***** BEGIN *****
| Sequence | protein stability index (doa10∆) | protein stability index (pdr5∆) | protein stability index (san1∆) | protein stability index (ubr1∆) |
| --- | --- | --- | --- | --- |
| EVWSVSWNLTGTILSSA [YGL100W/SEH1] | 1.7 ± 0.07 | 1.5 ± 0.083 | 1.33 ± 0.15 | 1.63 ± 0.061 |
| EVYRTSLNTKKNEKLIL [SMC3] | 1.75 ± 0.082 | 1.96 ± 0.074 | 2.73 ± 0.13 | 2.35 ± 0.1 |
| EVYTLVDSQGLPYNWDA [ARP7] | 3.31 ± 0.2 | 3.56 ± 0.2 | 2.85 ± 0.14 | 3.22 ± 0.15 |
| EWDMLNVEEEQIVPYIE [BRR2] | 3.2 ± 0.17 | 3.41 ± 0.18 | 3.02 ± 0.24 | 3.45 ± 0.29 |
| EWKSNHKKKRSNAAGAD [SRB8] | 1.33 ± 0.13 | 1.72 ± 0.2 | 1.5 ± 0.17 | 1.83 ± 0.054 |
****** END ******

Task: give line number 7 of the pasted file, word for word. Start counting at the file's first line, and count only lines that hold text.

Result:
| EWKSNHKKKRSNAAGAD [SRB8] | 1.33 ± 0.13 | 1.72 ± 0.2 | 1.5 ± 0.17 | 1.83 ± 0.054 |